Theology & Spirituality

Being Imago Dei

Imago Dei. That mysterious reality that humans are created in the image of God. Perhaps you have questioned—internally or verbally—what imago Dei means on an individual level. Do we look like God somehow? Perhaps the things we do image Him. After all, He made us as sub-creators in His world, cultivators in His garden of the earth.


Since Tolkien’s On Fairy Stories, the Christian community has seen sub-creation as one of the chief ways humans reflect God’s image. However, there are some puzzling conclusions if we assume sub-creation is all, or even most, of the way we image the Creator. What about persons who are in a coma or whose brain function is limited? What about the unborn? Does one’s inability to sub-create make them sub-human, or inhuman, or less able to image God?


God did not make us human doings, He made us human beings. We are not mere animals (it frustrates me that humans are listed in the animal kingdom, but that’s another post); we are made after God’s kind, in His likeness. We are not under the dominion of anyone but God Himself. He made us intentionally both to be and to do. The King of the universe made us like Himself, possessing authority over all of this earth. Whether we are creating businesses, tools, art, homes, relationships, music, food, and so forth—or whether we are in a coma, still in the womb, or possess mental and physical deficiencies, we are human beings, distinct from every other created thing.


Human beings have the capacity to appreciate Beauty, something no other creature has the ability to grasp or communicate. Further, only humans experience the internal pang due to the beauty of sunset-spangled clouds or glittering stars in the canvas of the night sky. Plants and animals eat to grow and live, but human beings eat a variety of foods for their diverse flavours, even artistically arranging the foodstuffs on their plates.


I raise a challenge to you: enjoy the gift of being human. Look at the blue sky, the tufted clouds, and sunlight filtered through shiny green oak leaves. Listen to the birds trill and the crickets chant their clarion call. Hear the wind crashing through leaf-clad branches, smell the lashing rain on the soil, and see the fierce flashes of heaven-flung fire. Feel the fresh breath of the wind, taste the first flakes of snow, drive with the windows down—and the radio off—just because. Just be.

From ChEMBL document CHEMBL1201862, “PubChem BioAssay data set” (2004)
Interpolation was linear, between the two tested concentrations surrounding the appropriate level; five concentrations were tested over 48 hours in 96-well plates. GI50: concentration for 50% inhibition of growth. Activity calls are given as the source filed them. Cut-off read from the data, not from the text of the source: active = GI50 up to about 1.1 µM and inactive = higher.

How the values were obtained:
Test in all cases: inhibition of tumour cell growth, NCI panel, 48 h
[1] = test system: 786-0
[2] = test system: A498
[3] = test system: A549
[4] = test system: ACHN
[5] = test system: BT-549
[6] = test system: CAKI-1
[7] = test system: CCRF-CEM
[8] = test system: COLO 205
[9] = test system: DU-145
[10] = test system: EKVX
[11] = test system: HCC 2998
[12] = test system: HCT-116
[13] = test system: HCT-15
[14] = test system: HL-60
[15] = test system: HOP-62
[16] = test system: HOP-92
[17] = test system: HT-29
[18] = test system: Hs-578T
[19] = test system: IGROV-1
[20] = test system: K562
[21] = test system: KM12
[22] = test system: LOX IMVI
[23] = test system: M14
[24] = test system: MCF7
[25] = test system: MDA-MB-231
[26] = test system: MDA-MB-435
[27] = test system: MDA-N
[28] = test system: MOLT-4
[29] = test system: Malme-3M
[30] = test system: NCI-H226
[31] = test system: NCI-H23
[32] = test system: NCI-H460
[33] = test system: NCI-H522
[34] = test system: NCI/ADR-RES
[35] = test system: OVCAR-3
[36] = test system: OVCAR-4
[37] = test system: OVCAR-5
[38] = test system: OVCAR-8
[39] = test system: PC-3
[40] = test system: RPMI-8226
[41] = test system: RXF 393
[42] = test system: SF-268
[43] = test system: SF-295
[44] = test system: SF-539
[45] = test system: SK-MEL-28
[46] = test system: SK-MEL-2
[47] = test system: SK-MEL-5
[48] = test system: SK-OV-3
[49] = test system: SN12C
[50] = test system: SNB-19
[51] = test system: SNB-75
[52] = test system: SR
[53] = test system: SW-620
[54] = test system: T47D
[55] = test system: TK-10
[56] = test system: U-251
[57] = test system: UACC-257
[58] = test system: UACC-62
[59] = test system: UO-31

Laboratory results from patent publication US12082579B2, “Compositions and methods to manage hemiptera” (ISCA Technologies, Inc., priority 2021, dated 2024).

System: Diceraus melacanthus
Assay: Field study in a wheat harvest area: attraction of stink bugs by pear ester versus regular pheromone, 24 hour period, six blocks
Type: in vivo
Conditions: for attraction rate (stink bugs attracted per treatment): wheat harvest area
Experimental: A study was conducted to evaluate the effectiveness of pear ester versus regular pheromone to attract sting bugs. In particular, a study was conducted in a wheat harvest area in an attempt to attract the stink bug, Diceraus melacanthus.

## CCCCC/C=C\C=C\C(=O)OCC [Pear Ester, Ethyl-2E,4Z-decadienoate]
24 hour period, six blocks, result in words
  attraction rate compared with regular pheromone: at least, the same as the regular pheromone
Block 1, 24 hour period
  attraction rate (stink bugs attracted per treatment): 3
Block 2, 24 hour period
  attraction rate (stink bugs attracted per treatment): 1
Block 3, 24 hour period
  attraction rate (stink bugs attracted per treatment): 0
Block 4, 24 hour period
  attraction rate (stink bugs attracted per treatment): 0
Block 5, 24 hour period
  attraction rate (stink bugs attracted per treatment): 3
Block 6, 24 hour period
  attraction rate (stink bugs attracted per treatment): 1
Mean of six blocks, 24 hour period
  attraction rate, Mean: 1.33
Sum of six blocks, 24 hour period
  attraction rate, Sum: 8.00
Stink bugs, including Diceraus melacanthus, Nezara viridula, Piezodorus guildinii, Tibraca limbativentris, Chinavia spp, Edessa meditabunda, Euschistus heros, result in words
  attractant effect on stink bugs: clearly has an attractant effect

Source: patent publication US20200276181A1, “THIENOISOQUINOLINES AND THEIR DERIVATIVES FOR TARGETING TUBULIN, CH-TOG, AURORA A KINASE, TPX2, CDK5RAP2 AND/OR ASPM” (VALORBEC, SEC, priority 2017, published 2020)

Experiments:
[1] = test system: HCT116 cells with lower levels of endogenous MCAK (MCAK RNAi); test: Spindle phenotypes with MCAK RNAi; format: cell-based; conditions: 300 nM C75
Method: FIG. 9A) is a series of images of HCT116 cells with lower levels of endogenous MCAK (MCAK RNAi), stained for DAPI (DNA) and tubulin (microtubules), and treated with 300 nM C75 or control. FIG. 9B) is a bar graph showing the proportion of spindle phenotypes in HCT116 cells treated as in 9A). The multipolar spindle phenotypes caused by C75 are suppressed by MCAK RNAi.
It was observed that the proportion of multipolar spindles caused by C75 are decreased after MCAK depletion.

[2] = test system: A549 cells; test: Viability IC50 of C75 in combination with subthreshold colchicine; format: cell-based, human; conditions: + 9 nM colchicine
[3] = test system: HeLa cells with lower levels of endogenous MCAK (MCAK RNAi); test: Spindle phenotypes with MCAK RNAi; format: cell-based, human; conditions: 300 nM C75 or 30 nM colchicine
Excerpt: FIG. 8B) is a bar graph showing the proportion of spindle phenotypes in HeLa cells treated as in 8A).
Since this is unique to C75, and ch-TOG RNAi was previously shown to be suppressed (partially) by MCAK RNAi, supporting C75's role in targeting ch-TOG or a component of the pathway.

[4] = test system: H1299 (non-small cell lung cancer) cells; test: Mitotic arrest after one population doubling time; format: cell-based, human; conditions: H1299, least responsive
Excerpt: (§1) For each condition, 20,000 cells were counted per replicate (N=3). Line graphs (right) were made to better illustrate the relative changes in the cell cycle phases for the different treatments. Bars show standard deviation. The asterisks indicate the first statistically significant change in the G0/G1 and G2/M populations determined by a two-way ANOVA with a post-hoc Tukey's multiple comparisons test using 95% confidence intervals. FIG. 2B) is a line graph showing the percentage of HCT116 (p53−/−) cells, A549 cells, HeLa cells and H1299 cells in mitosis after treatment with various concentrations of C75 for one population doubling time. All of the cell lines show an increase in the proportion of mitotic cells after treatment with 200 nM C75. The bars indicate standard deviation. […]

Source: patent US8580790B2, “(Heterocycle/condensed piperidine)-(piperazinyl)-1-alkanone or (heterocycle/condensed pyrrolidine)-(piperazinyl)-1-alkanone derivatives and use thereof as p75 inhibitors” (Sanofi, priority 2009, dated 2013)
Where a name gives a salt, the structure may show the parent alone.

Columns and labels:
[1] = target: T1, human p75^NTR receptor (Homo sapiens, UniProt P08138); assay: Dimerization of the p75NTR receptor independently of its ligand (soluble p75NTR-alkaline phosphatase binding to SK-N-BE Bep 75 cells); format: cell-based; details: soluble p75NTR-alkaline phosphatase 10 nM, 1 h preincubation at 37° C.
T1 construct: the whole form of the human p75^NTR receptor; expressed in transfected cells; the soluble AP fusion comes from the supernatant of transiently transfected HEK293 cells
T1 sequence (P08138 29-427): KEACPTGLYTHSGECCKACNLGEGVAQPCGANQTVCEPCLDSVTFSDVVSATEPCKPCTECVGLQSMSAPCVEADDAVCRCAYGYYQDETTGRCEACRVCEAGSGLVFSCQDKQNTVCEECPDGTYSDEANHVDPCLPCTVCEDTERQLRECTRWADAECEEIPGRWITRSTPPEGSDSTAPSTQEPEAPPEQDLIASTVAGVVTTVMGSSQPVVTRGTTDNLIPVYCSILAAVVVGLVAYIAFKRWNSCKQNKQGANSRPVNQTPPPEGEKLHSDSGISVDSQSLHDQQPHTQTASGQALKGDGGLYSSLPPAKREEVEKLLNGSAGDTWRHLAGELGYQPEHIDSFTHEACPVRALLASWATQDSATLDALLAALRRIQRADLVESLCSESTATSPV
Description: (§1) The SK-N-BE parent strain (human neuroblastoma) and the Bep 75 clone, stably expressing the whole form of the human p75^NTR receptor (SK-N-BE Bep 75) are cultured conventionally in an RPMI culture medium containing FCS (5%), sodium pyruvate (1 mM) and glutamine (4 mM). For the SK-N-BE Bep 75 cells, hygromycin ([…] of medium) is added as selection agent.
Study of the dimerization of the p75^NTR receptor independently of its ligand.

Or have you not yet learned to be alone with your thoughts? Can you go a day without background music? Do you know how to sit still without even a book or a pen in hand? Chances are that you have not learned these things at all, or not as well as you would like. This depends in part on how you choose to live, but often the world—in various forms and façets—refuses to leave you in peace, as C. S. Lewis aptly expressed:


Even on those rare occasions when a modern undergraduate is not attending some such society, he is seldom engaged in those solitary walks, or walks with a single companion, which built the minds of the previous generations. He lives in a crowd; caucus has replaced friendship. We live, in fact, in a world starved for solitude, silence, and privacy: and therefore starved for meditation and true friendship.1


Like Lewis, I find one cannot go anywhere without noise. We are rarely left by ourselves, and are constantly at the mercy of the telephone—and now e-mails, texts, social media alerts, and all the rest of the technological litany. I grow weary of the clamour. I constantly kick against the pressure others place upon me. “What are you doing with your life?” they inquire. “What is next for you?” they ask, alongside the dread, “When do you think you will get married?” I am learning to reply, “I am being where I am—no further ahead.” Part of being—for me—involves work, cultivating real friendships, reading, hiking in silence, cooking and sharing meals, studying, and the like. But it is more, it is deeper. There is a knowing that those things do not make me who, or what, I am. I am imago Dei, not of my own choice, power, or ability but rather by God’s kindness, good will, and authority.


We have the gift of being made in the image and likeness of God. Let us receive that great boon humbly, as George MacDonald once penned: “I would rather be what God chose to make me, than the most glorious creature that I could think of. For to have been thought about—born in God’s thoughts—and then made by God, is the dearest, grandest, most precious thing in all thinking.”2 And might I add, in all being.

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Johanna Byrkett

Johanna Byrkett

Johanna (Jody) Byrkett enjoys hiking various types of terrain, foggy mornings and steaming mugs of tea, reading classic literature and theological essays, studying words and their origins, and practising the art of hospitality. (She also has the singularly annoying habit of spelling things 'Britishly'.)

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